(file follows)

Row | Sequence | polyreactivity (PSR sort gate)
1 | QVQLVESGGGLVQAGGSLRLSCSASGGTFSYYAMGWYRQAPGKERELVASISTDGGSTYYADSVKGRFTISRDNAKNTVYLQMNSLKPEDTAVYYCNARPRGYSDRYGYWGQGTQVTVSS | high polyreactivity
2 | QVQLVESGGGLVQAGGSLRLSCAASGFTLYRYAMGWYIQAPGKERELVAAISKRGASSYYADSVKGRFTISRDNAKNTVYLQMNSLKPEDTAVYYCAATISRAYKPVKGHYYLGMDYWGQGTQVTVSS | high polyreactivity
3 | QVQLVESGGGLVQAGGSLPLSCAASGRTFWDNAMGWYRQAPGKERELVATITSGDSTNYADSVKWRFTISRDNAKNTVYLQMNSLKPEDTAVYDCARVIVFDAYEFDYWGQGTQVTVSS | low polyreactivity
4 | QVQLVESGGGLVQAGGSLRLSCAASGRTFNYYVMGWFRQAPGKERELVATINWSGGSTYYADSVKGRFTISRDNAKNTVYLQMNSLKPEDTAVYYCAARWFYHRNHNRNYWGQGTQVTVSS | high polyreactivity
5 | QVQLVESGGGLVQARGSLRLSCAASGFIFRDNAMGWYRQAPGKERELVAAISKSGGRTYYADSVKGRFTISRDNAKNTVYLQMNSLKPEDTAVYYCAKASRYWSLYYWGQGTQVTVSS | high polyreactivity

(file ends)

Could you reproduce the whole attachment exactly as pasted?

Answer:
Row | Sequence | polyreactivity (PSR sort gate)
1 | QVQLVESGGGLVQAGGSLRLSCSASGGTFSYYAMGWYRQAPGKERELVASISTDGGSTYYADSVKGRFTISRDNAKNTVYLQMNSLKPEDTAVYYCNARPRGYSDRYGYWGQGTQVTVSS | high polyreactivity
2 | QVQLVESGGGLVQAGGSLRLSCAASGFTLYRYAMGWYIQAPGKERELVAAISKRGASSYYADSVKGRFTISRDNAKNTVYLQMNSLKPEDTAVYYCAATISRAYKPVKGHYYLGMDYWGQGTQVTVSS | high polyreactivity
3 | QVQLVESGGGLVQAGGSLPLSCAASGRTFWDNAMGWYRQAPGKERELVATITSGDSTNYADSVKWRFTISRDNAKNTVYLQMNSLKPEDTAVYDCARVIVFDAYEFDYWGQGTQVTVSS | low polyreactivity
4 | QVQLVESGGGLVQAGGSLRLSCAASGRTFNYYVMGWFRQAPGKERELVATINWSGGSTYYADSVKGRFTISRDNAKNTVYLQMNSLKPEDTAVYYCAARWFYHRNHNRNYWGQGTQVTVSS | high polyreactivity
5 | QVQLVESGGGLVQARGSLRLSCAASGFIFRDNAMGWYRQAPGKERELVAAISKSGGRTYYADSVKGRFTISRDNAKNTVYLQMNSLKPEDTAVYYCAKASRYWSLYYWGQGTQVTVSS | high polyreactivity